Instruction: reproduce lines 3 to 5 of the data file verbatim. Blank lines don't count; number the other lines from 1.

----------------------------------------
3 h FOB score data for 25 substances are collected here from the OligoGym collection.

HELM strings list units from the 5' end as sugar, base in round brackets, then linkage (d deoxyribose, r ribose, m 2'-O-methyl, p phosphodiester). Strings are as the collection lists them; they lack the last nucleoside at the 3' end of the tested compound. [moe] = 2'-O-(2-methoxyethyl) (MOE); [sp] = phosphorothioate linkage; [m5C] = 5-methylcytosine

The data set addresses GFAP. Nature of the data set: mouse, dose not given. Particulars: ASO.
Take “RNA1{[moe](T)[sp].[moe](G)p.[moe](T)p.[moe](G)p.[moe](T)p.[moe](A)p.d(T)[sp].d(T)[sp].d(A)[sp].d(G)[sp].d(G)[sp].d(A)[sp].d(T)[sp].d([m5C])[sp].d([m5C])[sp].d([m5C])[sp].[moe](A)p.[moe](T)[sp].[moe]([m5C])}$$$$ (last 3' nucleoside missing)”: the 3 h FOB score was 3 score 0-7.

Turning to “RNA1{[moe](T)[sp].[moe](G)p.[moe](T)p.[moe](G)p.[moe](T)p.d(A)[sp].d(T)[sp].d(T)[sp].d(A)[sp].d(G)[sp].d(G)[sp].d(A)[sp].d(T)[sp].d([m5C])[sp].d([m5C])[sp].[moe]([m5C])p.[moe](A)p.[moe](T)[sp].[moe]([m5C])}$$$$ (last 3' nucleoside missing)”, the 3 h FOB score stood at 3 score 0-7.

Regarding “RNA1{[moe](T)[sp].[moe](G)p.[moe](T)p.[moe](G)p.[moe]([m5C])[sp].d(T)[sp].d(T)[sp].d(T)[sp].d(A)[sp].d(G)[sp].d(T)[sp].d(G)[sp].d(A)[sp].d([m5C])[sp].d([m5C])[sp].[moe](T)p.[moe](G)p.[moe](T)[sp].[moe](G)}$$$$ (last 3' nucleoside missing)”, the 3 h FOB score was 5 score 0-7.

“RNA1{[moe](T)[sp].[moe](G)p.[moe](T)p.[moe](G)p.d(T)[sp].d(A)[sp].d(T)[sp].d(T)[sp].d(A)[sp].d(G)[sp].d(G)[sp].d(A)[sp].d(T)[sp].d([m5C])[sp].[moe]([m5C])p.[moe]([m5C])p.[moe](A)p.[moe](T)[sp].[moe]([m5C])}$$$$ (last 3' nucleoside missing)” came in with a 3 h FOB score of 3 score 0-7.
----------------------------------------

The data set addresses GFAP. Nature of the data set: mouse, dose not given. Particulars: ASO.
Take “RNA1{[moe](T)[sp].[moe](G)p.[moe](T)p.[moe](G)p.[moe](T)p.[moe](A)p.d(T)[sp].d(T)[sp].d(A)[sp].d(G)[sp].d(G)[sp].d(A)[sp].d(T)[sp].d([m5C])[sp].d([m5C])[sp].d([m5C])[sp].[moe](A)p.[moe](T)[sp].[moe]([m5C])}$$$$ (last 3' nucleoside missing)”: the 3 h FOB score was 3 score 0-7.

Turning to “RNA1{[moe](T)[sp].[moe](G)p.[moe](T)p.[moe](G)p.[moe](T)p.d(A)[sp].d(T)[sp].d(T)[sp].d(A)[sp].d(G)[sp].d(G)[sp].d(A)[sp].d(T)[sp].d([m5C])[sp].d([m5C])[sp].[moe]([m5C])p.[moe](A)p.[moe](T)[sp].[moe]([m5C])}$$$$ (last 3' nucleoside missing)”, the 3 h FOB score stood at 3 score 0-7.